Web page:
It is nearly impossible for a Catholic family attached to tradition to find welcome in military settings. I say this as an “insider” who has served in every way (EVERY WAY) a layman can in the AMS including two tours in combat operations in Iraq and Afghanistan. Pope Benedict’s motu proprio Summorum Pontificum was dismissed by the AMS bishops as inapplicable because of the “stable community” clause.

    I wish Fr. Cusick every success and would love to read anything he has written for the Wanderer.

  5. bombermac says:

    Fr. (Ch) Cusick, if I’m correct, retired out of the Army and became a chaplain in the Navy Reserve. He formally enrolled my wife and I in the Confraternity of the Brown Scapular following Extraordinary Form Mass on Wednesday of Holy Week this year. At his parish in Maryland, he has an EF Mass every Saturday morning and Sunday when he’s not activated for reservist duties. These Masses are with the church’s high altar — he moves “the table” (as he calls it) out of the way most of the time, using it only for I think the Sunday OF Mass. Every or nearly every Mass he says is ad orientem. I’ve seen a picture of him saying Mass ad orientem (and probably in Latin, which he seems to have become completely fluent in, and probably EF as well) with our troops in the open desert.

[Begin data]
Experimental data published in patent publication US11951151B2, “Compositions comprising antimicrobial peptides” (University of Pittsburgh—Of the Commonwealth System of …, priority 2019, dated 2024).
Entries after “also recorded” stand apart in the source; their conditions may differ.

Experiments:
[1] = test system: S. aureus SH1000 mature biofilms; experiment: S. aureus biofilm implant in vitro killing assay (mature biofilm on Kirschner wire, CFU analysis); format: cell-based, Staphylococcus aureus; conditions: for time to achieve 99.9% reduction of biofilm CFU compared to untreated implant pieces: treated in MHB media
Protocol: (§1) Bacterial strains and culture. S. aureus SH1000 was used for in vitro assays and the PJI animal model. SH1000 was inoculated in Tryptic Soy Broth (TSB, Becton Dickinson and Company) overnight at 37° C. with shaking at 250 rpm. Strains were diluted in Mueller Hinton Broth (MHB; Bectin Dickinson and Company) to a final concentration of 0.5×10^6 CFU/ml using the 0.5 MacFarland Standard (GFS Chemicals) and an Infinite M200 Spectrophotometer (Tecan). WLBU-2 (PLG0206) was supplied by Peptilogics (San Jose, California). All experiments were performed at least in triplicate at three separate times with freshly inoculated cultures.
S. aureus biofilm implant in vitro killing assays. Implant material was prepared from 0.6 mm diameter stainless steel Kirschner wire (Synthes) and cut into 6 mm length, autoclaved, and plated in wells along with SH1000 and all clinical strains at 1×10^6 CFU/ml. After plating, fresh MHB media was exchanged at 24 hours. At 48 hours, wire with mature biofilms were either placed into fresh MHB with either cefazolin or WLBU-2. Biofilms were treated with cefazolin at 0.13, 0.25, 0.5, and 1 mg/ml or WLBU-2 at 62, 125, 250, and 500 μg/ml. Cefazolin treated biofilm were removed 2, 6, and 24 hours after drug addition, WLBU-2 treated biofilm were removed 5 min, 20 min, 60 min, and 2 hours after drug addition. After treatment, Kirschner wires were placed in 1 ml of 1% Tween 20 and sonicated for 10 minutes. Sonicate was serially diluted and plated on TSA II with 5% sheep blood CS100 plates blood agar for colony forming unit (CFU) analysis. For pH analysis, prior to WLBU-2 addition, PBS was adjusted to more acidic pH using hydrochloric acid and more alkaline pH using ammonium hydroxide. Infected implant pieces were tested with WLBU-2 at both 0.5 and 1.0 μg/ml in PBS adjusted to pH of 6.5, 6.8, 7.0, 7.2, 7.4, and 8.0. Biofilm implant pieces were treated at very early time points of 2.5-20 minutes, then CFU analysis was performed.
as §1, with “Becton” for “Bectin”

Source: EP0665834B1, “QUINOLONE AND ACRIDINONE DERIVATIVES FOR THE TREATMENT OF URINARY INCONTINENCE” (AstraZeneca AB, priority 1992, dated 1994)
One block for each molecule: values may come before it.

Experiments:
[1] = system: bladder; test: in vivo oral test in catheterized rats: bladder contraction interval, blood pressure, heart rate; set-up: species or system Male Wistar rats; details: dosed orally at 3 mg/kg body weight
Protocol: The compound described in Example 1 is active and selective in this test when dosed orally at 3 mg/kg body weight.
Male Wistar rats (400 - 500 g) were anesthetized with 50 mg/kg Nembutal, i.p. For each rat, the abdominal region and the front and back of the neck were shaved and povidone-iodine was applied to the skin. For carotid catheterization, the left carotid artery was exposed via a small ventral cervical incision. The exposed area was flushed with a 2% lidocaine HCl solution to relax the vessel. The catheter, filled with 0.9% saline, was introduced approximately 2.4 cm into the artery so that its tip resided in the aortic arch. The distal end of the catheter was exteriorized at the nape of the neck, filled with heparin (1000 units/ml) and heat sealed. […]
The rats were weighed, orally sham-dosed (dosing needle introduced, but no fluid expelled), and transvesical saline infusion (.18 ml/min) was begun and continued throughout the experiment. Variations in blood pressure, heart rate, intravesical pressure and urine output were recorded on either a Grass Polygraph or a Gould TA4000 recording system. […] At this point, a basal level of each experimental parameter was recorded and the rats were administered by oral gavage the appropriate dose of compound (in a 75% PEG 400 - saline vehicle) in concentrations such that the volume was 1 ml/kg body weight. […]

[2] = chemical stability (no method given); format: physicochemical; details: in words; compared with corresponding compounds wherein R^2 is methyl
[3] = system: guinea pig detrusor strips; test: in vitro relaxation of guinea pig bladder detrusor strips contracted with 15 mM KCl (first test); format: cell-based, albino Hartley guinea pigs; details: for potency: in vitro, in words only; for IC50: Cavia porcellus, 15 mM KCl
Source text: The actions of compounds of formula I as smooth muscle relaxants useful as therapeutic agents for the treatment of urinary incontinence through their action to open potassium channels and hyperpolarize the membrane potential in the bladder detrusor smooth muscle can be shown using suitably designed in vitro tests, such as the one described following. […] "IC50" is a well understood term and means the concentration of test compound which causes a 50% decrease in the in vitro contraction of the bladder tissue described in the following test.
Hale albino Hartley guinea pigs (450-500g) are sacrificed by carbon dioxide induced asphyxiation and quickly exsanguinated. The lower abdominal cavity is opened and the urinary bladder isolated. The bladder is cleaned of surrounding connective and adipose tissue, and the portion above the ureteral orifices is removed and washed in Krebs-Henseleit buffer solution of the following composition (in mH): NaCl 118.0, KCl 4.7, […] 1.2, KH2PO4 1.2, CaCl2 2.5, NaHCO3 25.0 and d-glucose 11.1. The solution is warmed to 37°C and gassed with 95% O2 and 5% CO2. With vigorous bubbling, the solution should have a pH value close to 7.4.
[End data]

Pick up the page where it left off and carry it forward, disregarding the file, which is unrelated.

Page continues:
Catholic Johnny, I know where you’re coming from. I saw our chaplain in Baghdad play guitar during Mass (God bless him). Fr Cusick is definitely one of the good guys. Plus, he tells me there are more chaplains out there like him (even if they might not publicly admit it).

    I’ll be donating. God bless Fr. Kevin Cusick!

  6. AnnAsher says:

    Good of you to call our attention to the good Father.

  7. RLeon says:

    I think I might know Padre Cusick from my days in the Corps.

  8. Bombermac, I hope you are right. Its desolate out here (the AMS, not Afghanistan), and even worse for the wife and kids.